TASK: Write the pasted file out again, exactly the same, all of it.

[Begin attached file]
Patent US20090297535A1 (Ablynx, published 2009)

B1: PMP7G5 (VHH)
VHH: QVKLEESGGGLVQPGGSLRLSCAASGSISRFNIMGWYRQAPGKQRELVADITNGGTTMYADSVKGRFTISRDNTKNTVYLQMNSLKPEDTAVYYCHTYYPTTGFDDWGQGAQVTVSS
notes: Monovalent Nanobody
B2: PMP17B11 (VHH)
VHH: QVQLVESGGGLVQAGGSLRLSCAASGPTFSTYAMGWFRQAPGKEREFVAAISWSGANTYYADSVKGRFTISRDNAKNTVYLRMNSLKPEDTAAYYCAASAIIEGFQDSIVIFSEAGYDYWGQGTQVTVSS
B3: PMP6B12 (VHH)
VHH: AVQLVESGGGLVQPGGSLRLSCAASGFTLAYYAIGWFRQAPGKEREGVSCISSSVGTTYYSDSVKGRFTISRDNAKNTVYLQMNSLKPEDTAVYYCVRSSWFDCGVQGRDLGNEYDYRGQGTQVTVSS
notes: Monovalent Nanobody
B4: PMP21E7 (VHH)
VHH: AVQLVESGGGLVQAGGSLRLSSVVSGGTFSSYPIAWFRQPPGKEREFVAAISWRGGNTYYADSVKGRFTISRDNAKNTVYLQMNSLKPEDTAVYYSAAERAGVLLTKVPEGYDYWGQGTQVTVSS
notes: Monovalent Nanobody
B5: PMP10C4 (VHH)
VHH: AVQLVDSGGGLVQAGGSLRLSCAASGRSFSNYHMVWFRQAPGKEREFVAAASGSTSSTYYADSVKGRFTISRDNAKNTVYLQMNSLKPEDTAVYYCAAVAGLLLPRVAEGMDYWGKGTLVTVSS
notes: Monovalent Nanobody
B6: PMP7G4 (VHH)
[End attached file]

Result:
Patent US20090297535A1 (Ablynx, published 2009)

B1: PMP7G5 (VHH)
VHH: QVKLEESGGGLVQPGGSLRLSCAASGSISRFNIMGWYRQAPGKQRELVADITNGGTTMYADSVKGRFTISRDNTKNTVYLQMNSLKPEDTAVYYCHTYYPTTGFDDWGQGAQVTVSS
notes: Monovalent Nanobody
B2: PMP17B11 (VHH)
VHH: QVQLVESGGGLVQAGGSLRLSCAASGPTFSTYAMGWFRQAPGKEREFVAAISWSGANTYYADSVKGRFTISRDNAKNTVYLRMNSLKPEDTAAYYCAASAIIEGFQDSIVIFSEAGYDYWGQGTQVTVSS
B3: PMP6B12 (VHH)
VHH: AVQLVESGGGLVQPGGSLRLSCAASGFTLAYYAIGWFRQAPGKEREGVSCISSSVGTTYYSDSVKGRFTISRDNAKNTVYLQMNSLKPEDTAVYYCVRSSWFDCGVQGRDLGNEYDYRGQGTQVTVSS
notes: Monovalent Nanobody
B4: PMP21E7 (VHH)
VHH: AVQLVESGGGLVQAGGSLRLSSVVSGGTFSSYPIAWFRQPPGKEREFVAAISWRGGNTYYADSVKGRFTISRDNAKNTVYLQMNSLKPEDTAVYYSAAERAGVLLTKVPEGYDYWGQGTQVTVSS
notes: Monovalent Nanobody
B5: PMP10C4 (VHH)
VHH: AVQLVDSGGGLVQAGGSLRLSCAASGRSFSNYHMVWFRQAPGKEREFVAAASGSTSSTYYADSVKGRFTISRDNAKNTVYLQMNSLKPEDTAVYYCAAVAGLLLPRVAEGMDYWGKGTLVTVSS
notes: Monovalent Nanobody
B6: PMP7G4 (VHH)